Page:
Dialogue

Today’s post will focus on dialogue. Ideally, your novel will have about the same ratio of dialogue to narration. This applies to both the novel and sections within it. You’ll want to avoid pages upon pages of straight dialogue, as this will quickly fatigue your reader. Conversely, a lack of dialogue detracts from the immediacy and getting to know your character, so maintain the balance is key.

Dialogue serves three main functions. It informs, it establishes characters and it moves the plot forward.

Let’s examine each of these three functions closer.9Tzobnync

Dialogue informs

When two or more characters come together, they share knowledge, revealing information that the reader or one of the characters doesn’t know, leading to an insight or a conclusion.

Example:

Mara is dead. Katie knows that Mara had been on her way to meet her ex Quinn. Jenifer knows that Quinn didn’t show up to the date, because he was with her the whole night.

When Jenifer discloses the above information in a dialogue with Katie, we know that Quinn could not have killed Mara and that someone else has to be the murderer.

Choose carefully what information you include. Always ask yourself why it is necessary for the reader to know XZY. If it is not necessary to understand the story, cut it. Dialogue is not an excuse to dump large amount of information on your reader.

 

Dialogue establishes characters

While your main protagonist might think of herself as loyal, it doesn’t mean that she truly is. Her actions and dialogue with friends, employers, or lovers will reveal who she truly is.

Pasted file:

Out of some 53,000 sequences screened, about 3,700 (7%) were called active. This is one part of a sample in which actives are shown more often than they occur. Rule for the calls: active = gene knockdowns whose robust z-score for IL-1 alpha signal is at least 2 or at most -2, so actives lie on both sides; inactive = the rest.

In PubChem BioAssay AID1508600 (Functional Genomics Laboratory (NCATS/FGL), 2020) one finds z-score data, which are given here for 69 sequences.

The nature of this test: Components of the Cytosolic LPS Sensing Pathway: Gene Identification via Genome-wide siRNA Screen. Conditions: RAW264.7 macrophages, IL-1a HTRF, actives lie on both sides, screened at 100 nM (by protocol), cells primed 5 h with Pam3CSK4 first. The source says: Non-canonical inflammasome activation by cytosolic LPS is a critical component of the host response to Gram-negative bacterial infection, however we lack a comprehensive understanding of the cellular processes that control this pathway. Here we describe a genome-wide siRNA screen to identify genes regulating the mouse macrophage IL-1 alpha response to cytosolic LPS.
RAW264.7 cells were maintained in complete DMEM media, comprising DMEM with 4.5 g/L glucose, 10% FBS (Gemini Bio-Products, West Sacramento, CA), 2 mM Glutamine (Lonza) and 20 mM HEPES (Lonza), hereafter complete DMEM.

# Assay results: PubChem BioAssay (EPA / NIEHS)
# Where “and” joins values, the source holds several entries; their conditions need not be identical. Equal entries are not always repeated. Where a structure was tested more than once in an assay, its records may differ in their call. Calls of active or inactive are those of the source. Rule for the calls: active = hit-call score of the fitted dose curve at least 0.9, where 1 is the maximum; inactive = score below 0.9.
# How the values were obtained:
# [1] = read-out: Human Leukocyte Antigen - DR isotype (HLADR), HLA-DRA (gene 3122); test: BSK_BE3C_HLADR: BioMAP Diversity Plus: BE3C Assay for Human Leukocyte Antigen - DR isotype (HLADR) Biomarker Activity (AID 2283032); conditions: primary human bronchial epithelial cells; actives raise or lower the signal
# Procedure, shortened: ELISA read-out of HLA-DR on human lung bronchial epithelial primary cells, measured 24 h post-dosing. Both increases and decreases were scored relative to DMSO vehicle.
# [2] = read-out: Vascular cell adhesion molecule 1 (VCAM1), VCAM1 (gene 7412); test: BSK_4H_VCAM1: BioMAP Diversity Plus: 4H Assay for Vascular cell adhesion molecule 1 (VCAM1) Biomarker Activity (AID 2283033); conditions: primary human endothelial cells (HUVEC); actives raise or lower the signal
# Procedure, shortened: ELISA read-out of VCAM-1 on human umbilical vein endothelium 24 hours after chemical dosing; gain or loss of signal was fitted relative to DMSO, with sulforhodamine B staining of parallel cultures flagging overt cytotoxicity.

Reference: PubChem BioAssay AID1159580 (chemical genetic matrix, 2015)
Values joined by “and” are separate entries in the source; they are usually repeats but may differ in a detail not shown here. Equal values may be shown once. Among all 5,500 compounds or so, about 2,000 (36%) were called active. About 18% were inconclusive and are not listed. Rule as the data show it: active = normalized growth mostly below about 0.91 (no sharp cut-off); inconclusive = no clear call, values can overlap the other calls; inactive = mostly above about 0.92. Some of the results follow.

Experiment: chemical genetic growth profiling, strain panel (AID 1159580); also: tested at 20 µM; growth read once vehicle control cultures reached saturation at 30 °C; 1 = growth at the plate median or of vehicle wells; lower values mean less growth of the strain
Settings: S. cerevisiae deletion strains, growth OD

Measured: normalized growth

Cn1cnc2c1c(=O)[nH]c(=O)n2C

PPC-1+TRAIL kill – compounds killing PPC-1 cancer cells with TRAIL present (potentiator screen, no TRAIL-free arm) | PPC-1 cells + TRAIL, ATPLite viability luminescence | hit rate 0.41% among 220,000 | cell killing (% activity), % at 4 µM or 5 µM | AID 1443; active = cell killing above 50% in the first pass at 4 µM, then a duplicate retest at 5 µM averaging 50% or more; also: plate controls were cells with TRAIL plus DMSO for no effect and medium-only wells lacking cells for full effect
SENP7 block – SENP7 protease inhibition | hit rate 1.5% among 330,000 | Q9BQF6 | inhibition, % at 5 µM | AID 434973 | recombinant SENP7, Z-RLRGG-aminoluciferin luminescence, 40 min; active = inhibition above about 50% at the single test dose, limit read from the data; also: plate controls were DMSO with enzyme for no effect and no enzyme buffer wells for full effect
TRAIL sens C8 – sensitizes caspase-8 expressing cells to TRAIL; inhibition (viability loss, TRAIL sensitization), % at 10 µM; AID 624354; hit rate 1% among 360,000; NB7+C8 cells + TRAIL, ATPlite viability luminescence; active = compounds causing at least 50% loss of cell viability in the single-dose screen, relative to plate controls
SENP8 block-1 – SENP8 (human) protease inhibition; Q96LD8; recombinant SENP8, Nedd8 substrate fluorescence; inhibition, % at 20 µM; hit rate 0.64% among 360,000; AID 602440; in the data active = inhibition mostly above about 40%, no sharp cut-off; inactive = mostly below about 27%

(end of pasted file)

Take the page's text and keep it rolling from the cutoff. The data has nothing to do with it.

Example

Ellen sees her boyfriend Martin kissing another girl. Before she can decide what to do Martin looks up and notices her. He walks over to her.

“Ellen, what are you doing here?” he stumbles.

The way Ellen reacts to this situation and what she will say to Martin is way more telling of her personality, than a hypothetical situation in her head or an inner monologue that she has, while making breakfast.

Remember, the decisions that your characters make under pressure, reveal their true nature.

 

Dialogue moves plot forward

This can be done in various ways, such as a conflict between two characters or the introduction of a new character.

Example:

Megan thinks that the hateful texts she has been receiving for weeks are from her frenemy Emily. She decides to confront Emily at her locker.

“Emily, when will you grow up and stop being a coward.”

“What are you talking about, Megan?”

“I know you’re the one who’s been sending all these nasty texts to me.”

Emily blanches. “I haven’t…”

“I won’t let you deny it.” Megan grabs Emily’s phone out of her hands, only to realize that Megan has received the same texts. “You got them too?”

 

The above passage could’ve been written in narrative form and while it would’ve moved the plot forward, it would’ve been less dramatic. Dialogue helps build tension. It is also the simplest and most effective way to bring a scene to life.

Therefore, important information should be conveyed through dialogue, while insignificant details (e.g. weather conditions, appearance of a building) can be summarized in brief descriptive passages.

 

It is crucial to remember that dialogue in novels is never idle conversation. In real life it might be used to pass the time, but in a novel it always has a purpose.

One Comment on “Dialogue

  1. Pingback: How to make dialogue come to life | Margarita Ryerkerk.com

Leave a Reply

Fill in your details below or click an icon to log in:

WordPress.com Logo

You are commenting using your WordPress.com account. Log Out /  Change )

Google+ photo

You are commenting using your Google+ account. Log Out /  Change )

Twitter picture

You are commenting using your Twitter account. Log Out /  Change )

Facebook photo

You are commenting using your Facebook account. Log Out /  Change )

w

Connecting to %s

%d bloggers like this: